So, about Steubenville.
Every time we hear of a rape, our righteousness kicks in — I mean the righteousness we share with all smart, empathetic, civilized people just like ourselves, people who abhor sexual violence — and we condemn. Swiftly and easily. We condemn the perps before they even get to trial, because we understand in our bones the vileness and the “personalness” of sexual violence; and also because, as good people, we want to show solidarity with the victim. We remind ourselves and each other that we have wives and daughters and sisters, and we can just imagine our grief and anger — and theirs — if they were ever sexually assaulted. We shudder. We care. And we condemn.
The most strident among us, the ones who are especially empathetic (or in some instances merely eager to be seen as such), may call for state executions. A friend of mine just went there: reflecting on the Steubenville case, he said he feels that “rape equals capital punishment.”
I reminded him that if the prosecutor in the Duke lacrosse case had had his way (and prosecutors usually do), we’d be looking at a number of executed-by-the-state young men — who turned out to be victims themselves, of gross judicial misconduct.
One of the Duke takeaways just might be that justice ought to be divorced from media-fueled emotions, and that fanning the flames with pronouncements of faux certitude, as both sides did, brings some serious risks.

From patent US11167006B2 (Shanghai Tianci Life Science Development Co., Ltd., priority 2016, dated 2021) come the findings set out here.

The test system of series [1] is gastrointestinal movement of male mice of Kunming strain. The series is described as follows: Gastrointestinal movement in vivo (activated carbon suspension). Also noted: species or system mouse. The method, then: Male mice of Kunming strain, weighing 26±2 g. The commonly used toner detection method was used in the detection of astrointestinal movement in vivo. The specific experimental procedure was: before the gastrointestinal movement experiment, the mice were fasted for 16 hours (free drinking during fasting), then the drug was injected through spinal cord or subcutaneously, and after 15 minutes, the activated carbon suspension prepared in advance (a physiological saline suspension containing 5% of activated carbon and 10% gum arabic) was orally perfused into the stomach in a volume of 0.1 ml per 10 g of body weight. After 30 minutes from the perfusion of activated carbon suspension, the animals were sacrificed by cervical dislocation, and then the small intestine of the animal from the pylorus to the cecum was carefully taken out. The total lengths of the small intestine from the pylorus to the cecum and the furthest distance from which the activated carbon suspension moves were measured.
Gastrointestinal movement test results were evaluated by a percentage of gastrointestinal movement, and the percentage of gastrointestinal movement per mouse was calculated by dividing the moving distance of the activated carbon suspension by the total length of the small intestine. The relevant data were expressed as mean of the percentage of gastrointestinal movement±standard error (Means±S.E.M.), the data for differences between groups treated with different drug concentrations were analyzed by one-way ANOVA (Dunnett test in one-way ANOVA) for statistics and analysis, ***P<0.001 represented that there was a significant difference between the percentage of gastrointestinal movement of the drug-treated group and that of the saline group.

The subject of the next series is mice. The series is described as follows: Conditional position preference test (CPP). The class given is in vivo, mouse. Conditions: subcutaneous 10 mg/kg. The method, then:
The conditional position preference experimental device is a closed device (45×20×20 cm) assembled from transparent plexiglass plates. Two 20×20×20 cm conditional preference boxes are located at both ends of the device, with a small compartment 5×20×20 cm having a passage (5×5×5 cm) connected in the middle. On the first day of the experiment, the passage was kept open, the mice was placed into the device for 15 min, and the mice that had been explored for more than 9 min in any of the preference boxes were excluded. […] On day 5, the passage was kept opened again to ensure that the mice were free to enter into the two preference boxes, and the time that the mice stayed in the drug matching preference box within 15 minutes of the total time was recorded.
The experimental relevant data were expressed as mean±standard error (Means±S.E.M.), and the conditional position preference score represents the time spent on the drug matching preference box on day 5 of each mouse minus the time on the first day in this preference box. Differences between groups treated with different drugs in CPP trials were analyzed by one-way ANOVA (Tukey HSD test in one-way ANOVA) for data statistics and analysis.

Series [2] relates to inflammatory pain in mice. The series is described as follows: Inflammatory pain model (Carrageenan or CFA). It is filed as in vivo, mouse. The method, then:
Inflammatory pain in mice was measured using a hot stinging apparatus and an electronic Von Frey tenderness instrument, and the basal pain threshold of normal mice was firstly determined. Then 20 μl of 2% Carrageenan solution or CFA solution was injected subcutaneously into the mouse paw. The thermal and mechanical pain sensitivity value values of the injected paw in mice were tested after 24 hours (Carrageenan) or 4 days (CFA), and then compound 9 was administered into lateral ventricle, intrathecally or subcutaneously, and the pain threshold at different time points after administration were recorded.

But something else is bugging me.
Chances are I’ll get mauled for writing this, but here goes: I find there’s something problematic with our overall definition of rape. Surely there’s a difference between these two extremes:
• A fumbling 16-year-old getting to third base, feeling up his date under her murmured protestations. Or, let’s say, a teenager orally pleasuring a willing partner, with the recipient being just barely under the age of consent.
• A brutal, violent, sustained, and ultimately lethal gang rape of the kind that galvanized India and much of the world the other week.
All three of these examples (and even the first two are two not purely theoretical) are classified as rape. But are they the same crime? If they’re legally equivalent, are they morally equivalent also?
Should we kill the teenage perps in the first two examples? Would even the reflexive hardliners in the law-and-order crowd volunteer to throw the switch, certain in their opinion that rape is rape, and that all rape must be punished by death? Or might that be just a little too Taliban even for them?
My kids happen to be young girls. I do worry about them, and I’ll look out for them and keep them safe as best I can, always and everywhere and until my last breath.
But I’d worry too if I had boys. I’d worry not just that they’ll be trying on macho BS behavior and disrespecting women and girls, but also that if they did get into that kind of trouble (to the point where they penetrate a drunk girl with their fingers in some testosterone-fueled alcoholic haze, as appears to have happened in Steubenville), many people, like my friend, will stand ready to write my sons off, and even put them to death.
If we truly are those “smart, empathetic, civilized people” we fancy ourselves to be, that may not be the kind of justice we ought to aspire to.
Rogier is a Dutch-born, New-England-dwelling multi-media maven (OK, a writer and photographer) whose dead-tree publishing credits include the New York Times, Wired, Rolling Stone, Playboy, and Reason.